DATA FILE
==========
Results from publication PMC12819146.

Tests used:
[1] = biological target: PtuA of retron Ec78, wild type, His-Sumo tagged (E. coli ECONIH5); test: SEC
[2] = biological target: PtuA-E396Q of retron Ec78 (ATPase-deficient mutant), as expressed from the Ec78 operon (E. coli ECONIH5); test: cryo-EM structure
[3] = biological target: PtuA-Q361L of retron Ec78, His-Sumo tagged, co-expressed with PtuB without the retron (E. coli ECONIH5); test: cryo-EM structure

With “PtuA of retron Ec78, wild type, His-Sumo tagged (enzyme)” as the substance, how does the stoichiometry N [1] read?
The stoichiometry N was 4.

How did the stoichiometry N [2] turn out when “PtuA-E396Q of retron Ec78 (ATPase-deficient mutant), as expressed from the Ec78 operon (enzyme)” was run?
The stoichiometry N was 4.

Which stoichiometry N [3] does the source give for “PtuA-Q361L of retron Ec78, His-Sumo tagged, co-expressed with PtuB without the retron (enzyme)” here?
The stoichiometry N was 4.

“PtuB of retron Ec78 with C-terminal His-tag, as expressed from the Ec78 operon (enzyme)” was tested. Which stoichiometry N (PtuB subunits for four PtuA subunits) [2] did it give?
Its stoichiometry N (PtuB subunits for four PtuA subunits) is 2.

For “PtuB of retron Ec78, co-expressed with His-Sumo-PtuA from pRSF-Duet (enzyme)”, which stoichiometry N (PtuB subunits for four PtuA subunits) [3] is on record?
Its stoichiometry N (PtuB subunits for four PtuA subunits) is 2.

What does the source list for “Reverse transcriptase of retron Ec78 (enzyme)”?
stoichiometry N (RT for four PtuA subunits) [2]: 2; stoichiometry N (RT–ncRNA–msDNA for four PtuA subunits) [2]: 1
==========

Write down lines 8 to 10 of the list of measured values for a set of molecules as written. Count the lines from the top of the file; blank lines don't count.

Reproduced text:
How did the stoichiometry N [2] turn out when “PtuA-E396Q of retron Ec78 (ATPase-deficient mutant), as expressed from the Ec78 operon (enzyme)” was run?
The stoichiometry N was 4.

Which stoichiometry N [3] does the source give for “PtuA-Q361L of retron Ec78, His-Sumo tagged, co-expressed with PtuB without the retron (enzyme)” here?